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Xinyi Chen, Beatriz Munoz, Meraf Wolle, Harran Mkocha, Sheila K West; Trachoma and facial cleanliness are associated with environmental factors and hygiene behaviors in Tanzania. Invest. Ophthalmol. Vis. Sci. 2021;62(8):2624.
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Facial cleanliness and environmental improvement are parts of the SAFE strategy to eliminate trachoma, but the impact of environmental factors on children’s facial cleanliness and trachoma have not been extensively explored, especially when disease burden is low. We performed a cross-sectional clinical study to identify environmental factors affecting children’s facial cleanliness and trachoma in Kongwa, Tanzania, where the overall prevalence of trachoma was 7% but varied between villages.
A standardized survey was carried out to observe characteristics of household environment and hygiene behaviors in a random selection of 1,798 households in 92 villages. Children aged 0-5 in these households were examined for facial cleanliness. In 50 randomly-selected villages, children aged 1-9 were randomly selected and examined for trachoma.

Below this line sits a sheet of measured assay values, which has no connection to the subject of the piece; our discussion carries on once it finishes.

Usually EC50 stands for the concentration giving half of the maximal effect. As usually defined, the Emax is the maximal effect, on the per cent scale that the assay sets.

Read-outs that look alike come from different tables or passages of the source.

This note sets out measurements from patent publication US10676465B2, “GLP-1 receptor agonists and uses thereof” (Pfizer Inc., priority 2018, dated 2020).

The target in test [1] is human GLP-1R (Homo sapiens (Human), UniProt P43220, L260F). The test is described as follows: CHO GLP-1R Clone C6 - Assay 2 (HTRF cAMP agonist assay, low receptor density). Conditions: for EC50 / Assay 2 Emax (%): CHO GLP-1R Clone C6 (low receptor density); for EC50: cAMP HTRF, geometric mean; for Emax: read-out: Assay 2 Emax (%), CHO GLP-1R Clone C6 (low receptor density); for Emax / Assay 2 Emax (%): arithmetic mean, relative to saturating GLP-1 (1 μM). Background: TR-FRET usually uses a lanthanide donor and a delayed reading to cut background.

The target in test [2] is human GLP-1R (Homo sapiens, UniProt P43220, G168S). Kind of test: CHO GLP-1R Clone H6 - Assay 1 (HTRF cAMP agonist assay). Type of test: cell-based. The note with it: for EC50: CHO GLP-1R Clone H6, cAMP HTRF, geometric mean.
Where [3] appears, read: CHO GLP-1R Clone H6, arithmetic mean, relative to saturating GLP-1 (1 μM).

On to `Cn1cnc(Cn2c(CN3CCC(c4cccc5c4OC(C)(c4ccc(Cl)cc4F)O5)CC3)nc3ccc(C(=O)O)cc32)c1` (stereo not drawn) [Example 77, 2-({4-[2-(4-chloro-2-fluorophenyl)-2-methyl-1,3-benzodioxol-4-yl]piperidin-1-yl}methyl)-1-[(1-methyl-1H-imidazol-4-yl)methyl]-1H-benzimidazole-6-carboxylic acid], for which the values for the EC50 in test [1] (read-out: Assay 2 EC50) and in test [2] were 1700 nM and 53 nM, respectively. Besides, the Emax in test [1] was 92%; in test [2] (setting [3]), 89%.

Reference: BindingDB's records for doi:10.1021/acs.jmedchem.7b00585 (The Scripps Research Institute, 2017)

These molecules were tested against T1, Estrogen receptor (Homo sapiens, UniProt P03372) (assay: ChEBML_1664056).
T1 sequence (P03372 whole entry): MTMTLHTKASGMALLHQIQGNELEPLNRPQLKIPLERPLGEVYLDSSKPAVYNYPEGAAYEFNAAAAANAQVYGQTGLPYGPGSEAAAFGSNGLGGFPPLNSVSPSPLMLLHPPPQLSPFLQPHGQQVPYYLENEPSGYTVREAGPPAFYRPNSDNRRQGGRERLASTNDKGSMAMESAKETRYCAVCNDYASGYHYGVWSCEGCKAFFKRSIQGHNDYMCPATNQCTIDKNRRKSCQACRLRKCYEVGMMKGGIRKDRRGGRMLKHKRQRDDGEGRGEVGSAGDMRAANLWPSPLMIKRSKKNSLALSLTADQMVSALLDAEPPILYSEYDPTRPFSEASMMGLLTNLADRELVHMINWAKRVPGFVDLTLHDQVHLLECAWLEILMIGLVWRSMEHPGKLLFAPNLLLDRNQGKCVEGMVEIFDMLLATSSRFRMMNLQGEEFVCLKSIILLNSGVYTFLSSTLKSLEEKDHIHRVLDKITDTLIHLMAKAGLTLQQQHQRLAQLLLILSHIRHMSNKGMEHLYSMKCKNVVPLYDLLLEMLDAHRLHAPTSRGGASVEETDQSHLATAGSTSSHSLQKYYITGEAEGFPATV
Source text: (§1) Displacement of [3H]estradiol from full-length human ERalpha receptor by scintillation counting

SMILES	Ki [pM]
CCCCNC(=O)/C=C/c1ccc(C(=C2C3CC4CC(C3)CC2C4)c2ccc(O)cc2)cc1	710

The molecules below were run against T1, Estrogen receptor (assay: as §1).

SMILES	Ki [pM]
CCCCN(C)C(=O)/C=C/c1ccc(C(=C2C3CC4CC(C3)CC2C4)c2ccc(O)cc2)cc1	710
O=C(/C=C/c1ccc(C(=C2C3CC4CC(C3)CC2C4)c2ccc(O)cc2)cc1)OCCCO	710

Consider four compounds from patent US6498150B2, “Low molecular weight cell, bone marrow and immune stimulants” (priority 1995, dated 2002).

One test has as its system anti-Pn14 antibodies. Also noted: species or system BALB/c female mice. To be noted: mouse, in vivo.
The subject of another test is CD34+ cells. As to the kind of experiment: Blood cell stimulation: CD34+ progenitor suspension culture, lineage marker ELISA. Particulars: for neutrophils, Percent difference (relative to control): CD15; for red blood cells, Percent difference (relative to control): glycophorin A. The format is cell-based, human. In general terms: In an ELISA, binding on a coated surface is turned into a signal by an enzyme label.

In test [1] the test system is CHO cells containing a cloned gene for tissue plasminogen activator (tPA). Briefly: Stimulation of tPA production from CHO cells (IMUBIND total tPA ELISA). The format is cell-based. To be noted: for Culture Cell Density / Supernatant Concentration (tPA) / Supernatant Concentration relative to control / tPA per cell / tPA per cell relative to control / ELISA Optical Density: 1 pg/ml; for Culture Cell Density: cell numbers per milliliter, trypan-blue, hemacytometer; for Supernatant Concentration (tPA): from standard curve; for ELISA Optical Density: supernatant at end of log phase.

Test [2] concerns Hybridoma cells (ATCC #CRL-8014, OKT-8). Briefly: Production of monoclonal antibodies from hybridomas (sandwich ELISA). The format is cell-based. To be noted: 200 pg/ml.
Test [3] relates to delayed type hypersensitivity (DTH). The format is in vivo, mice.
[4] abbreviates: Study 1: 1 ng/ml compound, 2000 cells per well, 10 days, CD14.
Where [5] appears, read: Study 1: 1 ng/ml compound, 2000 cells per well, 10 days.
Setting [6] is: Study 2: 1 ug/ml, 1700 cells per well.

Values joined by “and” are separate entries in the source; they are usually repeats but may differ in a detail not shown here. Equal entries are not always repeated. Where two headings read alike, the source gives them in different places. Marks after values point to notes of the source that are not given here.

Time spent on obtaining water was generally short and not correlated with clean faces. In a multivariate model adjusting for child age and household wealth, children were more likely to have clean faces if the yard was clean, if the household had an improved latrine, if the household had greater water storage capacity, and if there were clothes drying around the house. Based on our findings, we constructed a cleanliness index which was a summary score of the following markers: clean yard, washing clothes, improved latrine, ≥ 1 child in the household having clean faces. When the community prevalence of trachoma was <5%, more than 50% of household in the community had a score of 2 or higher. If the trachoma prevalence was more than 10%, less than 50% of households had a score of 2 or higher. An ordinal logistic regression predicting category of trachoma prevalence (0-5%, 5-9.9%, ≥10%) found that a 0.5 unit increase in the community average clean index score was associated with a 2.3 increase in the odds of dropping trachoma prevalence by one category.
A household cleanliness index that increases with increasing number of cleanliness factors was significantly correlated with decreased community prevalence of trachoma, suggesting that a multi-pronged approach to improve household cleanliness is valuable for trachoma elimination.
This is a 2021 ARVO Annual Meeting abstract.
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